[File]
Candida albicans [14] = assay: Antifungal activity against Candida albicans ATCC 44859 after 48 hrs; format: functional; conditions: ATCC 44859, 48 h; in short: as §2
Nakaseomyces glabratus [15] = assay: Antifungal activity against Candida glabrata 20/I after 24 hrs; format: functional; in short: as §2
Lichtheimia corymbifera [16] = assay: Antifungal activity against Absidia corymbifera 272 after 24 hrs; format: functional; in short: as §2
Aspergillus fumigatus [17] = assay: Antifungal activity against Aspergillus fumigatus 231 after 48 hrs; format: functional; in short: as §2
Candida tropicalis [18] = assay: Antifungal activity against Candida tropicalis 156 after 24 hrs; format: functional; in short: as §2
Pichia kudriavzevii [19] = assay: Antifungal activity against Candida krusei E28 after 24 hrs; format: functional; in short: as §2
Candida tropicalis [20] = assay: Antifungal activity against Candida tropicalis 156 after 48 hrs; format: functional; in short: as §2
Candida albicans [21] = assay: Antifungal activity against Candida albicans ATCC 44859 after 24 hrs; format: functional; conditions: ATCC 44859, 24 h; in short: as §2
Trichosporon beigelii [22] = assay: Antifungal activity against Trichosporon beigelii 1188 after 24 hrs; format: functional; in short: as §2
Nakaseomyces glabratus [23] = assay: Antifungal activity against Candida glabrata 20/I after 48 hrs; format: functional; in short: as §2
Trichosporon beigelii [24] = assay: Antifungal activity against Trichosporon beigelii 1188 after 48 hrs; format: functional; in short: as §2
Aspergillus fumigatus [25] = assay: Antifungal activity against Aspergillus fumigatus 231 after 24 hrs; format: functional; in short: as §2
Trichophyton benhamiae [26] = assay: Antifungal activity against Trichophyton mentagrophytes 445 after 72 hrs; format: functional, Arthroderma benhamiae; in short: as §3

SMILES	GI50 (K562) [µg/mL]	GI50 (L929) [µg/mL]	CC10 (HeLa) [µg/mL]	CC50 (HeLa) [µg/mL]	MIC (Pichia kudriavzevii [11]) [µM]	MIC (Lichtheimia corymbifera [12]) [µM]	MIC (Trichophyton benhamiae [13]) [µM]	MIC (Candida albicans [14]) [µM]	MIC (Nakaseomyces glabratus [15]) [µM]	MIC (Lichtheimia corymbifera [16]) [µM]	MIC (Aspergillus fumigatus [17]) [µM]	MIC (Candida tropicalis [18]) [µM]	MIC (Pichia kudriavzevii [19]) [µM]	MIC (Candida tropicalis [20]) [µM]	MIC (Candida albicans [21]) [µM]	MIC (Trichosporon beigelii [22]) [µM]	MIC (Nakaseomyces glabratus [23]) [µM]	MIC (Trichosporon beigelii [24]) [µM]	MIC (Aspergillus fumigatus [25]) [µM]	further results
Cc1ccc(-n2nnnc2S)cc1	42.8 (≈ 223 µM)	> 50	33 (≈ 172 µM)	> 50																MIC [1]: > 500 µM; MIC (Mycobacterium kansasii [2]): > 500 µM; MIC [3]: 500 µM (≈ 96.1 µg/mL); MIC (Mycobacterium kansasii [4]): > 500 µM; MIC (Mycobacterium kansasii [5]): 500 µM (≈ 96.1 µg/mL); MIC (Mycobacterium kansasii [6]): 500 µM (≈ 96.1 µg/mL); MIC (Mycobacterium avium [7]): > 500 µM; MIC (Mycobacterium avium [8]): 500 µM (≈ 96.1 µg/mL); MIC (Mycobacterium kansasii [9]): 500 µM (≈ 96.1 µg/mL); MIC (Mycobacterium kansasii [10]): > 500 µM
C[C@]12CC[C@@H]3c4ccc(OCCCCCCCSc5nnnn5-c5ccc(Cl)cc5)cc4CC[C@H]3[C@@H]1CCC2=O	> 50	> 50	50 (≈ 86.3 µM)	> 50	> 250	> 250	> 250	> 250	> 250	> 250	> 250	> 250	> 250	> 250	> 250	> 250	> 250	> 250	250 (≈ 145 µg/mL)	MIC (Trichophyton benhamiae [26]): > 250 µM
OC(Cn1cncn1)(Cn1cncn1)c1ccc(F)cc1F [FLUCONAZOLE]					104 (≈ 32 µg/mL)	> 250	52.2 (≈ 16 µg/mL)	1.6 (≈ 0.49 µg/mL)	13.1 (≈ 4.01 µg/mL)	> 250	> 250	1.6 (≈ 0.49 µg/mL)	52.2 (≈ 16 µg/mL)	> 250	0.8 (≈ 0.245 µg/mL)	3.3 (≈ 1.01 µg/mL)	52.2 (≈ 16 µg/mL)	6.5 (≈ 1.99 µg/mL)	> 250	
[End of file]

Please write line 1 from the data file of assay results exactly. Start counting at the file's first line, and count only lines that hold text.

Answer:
Candida albicans [14] = assay: Antifungal activity against Candida albicans ATCC 44859 after 48 hrs; format: functional; conditions: ATCC 44859, 48 h; in short: as §2